Further, we note that the constitutional principle of separation of powers confirms our view that the prosecutor's disposition record is not subject to disclosure. "The county prosecutor is a constitutional officer with discretion to decide whether to initiate criminal charges." People v Herrick, 216 Mich. App. 594, 598; 550 N.W.2d 541 (1996). In so doing, the prosecutor is carrying out an essential executive branch function. "The principle of separation of powers restricts judicial interference with a prosecutor's exercise of executive discretion." Id.; see, generally, Const 1963, art 3, § 2. Judicial review is appropriate only where prosecutorial decisions are "unconstitutional, illegal, or ultra vires or where the prosecutor has abused the power confided in him." People v Jackson, 192 Mich. App. 10, 15; 480 N.W.2d 283 (1991) (citations omitted). Absent any such challenge (which may require examination of the prosecutor's thought processes), e.g., an equal protection claim alleging racially biased prosecutions, the ability of the prosecutor to effectively carry out his constitutional responsibilities is undermined when the courts obtain access to documents such as the disposition record. Such access can only dilute the extent to which such documents candidly and thoroughly review the full range of considerations that must be evaluated by the prosecutor before deciding whether to charge a person with a crime.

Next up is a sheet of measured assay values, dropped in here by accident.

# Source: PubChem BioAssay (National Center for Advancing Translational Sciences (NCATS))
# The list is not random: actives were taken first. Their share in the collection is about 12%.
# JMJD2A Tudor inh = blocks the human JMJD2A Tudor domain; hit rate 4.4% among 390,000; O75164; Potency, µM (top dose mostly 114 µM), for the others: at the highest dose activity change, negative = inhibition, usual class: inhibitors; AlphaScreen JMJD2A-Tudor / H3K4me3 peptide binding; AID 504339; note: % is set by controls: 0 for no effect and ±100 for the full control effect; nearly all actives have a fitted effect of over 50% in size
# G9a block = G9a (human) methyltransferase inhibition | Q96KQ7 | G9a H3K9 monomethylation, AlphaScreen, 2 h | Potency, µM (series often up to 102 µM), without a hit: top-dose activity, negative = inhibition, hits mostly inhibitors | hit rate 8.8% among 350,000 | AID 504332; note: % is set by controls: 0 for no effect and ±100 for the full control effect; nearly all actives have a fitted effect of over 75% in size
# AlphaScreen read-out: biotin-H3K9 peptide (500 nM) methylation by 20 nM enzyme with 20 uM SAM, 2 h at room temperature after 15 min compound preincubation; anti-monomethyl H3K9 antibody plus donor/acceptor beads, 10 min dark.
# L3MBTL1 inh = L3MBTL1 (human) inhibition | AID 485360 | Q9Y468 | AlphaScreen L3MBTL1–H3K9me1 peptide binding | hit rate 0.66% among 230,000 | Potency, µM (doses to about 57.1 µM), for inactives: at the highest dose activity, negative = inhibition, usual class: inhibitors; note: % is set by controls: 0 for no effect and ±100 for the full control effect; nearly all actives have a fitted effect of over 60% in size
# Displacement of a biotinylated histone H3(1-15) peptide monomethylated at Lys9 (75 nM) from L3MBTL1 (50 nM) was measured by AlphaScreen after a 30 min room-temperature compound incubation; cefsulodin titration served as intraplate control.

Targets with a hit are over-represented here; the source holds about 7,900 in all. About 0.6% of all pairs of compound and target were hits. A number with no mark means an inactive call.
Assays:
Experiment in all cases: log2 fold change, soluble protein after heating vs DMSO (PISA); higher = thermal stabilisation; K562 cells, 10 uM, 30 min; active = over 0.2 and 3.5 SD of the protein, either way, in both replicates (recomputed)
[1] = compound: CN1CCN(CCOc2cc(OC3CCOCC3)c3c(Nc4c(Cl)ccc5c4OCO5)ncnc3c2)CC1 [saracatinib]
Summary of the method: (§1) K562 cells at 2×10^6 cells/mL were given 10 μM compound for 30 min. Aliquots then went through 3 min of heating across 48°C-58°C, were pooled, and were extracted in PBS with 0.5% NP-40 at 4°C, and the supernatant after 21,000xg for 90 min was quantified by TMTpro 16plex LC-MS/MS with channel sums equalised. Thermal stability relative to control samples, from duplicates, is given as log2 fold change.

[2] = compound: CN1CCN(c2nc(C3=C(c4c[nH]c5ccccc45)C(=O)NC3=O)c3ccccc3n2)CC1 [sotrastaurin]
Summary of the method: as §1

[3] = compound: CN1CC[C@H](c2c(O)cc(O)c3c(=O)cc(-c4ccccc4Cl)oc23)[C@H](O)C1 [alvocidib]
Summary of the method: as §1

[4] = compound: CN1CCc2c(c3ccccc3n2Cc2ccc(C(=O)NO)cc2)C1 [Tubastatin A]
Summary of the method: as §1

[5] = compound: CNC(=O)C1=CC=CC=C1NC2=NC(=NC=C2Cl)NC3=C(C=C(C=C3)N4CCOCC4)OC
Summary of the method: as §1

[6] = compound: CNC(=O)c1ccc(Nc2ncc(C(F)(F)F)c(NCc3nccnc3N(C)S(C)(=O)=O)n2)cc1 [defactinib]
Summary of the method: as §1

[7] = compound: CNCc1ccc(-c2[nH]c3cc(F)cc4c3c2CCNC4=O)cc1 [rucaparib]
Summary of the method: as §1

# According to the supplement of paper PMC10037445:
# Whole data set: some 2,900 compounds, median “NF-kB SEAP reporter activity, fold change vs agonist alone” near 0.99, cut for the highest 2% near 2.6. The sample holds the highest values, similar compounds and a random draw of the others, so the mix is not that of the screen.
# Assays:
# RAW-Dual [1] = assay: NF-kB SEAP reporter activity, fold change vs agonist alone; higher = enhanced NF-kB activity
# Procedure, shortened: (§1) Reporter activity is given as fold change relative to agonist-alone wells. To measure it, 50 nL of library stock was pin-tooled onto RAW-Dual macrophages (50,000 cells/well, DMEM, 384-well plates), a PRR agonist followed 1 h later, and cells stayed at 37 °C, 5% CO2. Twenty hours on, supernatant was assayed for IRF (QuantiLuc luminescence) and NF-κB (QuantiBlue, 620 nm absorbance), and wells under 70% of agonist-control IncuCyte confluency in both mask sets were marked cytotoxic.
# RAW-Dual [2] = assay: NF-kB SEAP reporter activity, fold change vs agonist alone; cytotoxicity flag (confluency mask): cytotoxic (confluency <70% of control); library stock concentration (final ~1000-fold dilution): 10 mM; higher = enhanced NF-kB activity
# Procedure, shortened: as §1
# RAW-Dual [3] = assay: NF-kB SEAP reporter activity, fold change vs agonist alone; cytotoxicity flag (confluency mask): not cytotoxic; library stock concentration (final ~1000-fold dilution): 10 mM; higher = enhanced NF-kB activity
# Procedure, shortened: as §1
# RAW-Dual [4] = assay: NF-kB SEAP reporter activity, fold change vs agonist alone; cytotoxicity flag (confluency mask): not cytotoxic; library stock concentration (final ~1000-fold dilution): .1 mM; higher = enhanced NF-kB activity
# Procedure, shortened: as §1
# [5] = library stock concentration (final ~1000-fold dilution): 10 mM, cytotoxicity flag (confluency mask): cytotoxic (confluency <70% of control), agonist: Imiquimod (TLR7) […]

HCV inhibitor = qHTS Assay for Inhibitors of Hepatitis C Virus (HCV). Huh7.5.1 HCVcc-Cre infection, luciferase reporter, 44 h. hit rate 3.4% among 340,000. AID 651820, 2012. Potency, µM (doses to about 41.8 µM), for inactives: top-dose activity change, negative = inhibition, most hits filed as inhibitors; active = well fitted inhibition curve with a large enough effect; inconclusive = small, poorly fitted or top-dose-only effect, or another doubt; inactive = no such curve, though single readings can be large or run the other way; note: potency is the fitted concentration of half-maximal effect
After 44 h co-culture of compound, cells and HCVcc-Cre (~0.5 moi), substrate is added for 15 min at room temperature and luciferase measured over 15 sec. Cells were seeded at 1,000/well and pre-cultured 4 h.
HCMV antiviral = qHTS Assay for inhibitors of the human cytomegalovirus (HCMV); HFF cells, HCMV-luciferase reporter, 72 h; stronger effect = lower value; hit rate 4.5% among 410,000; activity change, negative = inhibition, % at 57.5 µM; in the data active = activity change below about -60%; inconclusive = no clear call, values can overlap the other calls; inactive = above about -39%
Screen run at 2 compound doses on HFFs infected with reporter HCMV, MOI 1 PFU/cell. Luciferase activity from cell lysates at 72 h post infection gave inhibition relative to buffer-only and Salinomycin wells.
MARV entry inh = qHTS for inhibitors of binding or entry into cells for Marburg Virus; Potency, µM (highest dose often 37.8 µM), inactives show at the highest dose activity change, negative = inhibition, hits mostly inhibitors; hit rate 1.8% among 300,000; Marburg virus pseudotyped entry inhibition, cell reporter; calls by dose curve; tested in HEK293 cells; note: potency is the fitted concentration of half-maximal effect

None of these claims have been raised by defendant in the instant matter.
[C]ourts are "properly hesitant to examine the decision whether to prosecute." . . . It also stems from a concern not to unnecessarily impair the performance of a core executive constitutional function. "Examining the basis of a prosecution delays the criminal proceeding, threatens to chill law enforcement by subjecting the prosecutor's motives and decisionmaking to outside inquiry, and may undermine prosecutorial effectiveness by revealing the Government's enforcement policy." [ United States v Armstrong, 517 US ___; 116 S Ct 1480, 1486; 134 L Ed 2d 687, 699 (1996) (citations omitted).]
Defendant does not directly justify his discovery request on the ground that the prosecutor abused his authority, but, rather, argues that his inability to secure such discovery would raise negative inferences in the mind of the jury concerning the credibility of various witnesses. A defendant could always find an arguable reason why their defense would be helped by information revealing the aptness of the prosecutor's charging decision. To accept such an argument would virtually always enable a creative defense counsel to justify a discovery request of a prosecutor's charging memorandum.